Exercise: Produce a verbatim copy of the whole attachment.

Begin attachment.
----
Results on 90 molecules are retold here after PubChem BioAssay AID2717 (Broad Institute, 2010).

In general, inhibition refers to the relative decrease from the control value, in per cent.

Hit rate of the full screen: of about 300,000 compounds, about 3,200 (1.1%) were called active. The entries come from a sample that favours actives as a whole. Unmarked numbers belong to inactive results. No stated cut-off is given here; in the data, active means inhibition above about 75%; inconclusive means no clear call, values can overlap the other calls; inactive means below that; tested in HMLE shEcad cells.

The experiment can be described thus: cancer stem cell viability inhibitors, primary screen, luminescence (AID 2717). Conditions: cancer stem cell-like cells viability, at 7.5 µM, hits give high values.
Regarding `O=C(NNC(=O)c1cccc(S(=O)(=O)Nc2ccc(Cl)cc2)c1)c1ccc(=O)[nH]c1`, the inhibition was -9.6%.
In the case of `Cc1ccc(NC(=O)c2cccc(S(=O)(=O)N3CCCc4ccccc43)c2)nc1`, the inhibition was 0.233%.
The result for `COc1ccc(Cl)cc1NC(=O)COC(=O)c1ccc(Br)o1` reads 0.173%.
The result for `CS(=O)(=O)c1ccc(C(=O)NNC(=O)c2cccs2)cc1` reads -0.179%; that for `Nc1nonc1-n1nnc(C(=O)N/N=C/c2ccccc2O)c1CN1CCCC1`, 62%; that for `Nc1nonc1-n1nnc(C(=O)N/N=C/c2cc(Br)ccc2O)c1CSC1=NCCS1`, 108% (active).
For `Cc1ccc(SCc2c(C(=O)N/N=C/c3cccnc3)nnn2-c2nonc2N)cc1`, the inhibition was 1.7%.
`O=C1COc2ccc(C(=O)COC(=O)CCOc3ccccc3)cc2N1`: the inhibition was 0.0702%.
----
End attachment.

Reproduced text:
Results on 90 molecules are retold here after PubChem BioAssay AID2717 (Broad Institute, 2010).

In general, inhibition refers to the relative decrease from the control value, in per cent.

Hit rate of the full screen: of about 300,000 compounds, about 3,200 (1.1%) were called active. The entries come from a sample that favours actives as a whole. Unmarked numbers belong to inactive results. No stated cut-off is given here; in the data, active means inhibition above about 75%; inconclusive means no clear call, values can overlap the other calls; inactive means below that; tested in HMLE shEcad cells.

The experiment can be described thus: cancer stem cell viability inhibitors, primary screen, luminescence (AID 2717). Conditions: cancer stem cell-like cells viability, at 7.5 µM, hits give high values.
Regarding `O=C(NNC(=O)c1cccc(S(=O)(=O)Nc2ccc(Cl)cc2)c1)c1ccc(=O)[nH]c1`, the inhibition was -9.6%.
In the case of `Cc1ccc(NC(=O)c2cccc(S(=O)(=O)N3CCCc4ccccc43)c2)nc1`, the inhibition was 0.233%.
The result for `COc1ccc(Cl)cc1NC(=O)COC(=O)c1ccc(Br)o1` reads 0.173%.
The result for `CS(=O)(=O)c1ccc(C(=O)NNC(=O)c2cccs2)cc1` reads -0.179%; that for `Nc1nonc1-n1nnc(C(=O)N/N=C/c2ccccc2O)c1CN1CCCC1`, 62%; that for `Nc1nonc1-n1nnc(C(=O)N/N=C/c2cc(Br)ccc2O)c1CSC1=NCCS1`, 108% (active).
For `Cc1ccc(SCc2c(C(=O)N/N=C/c3cccnc3)nnn2-c2nonc2N)cc1`, the inhibition was 1.7%.
`O=C1COc2ccc(C(=O)COC(=O)CCOc3ccccc3)cc2N1`: the inhibition was 0.0702%.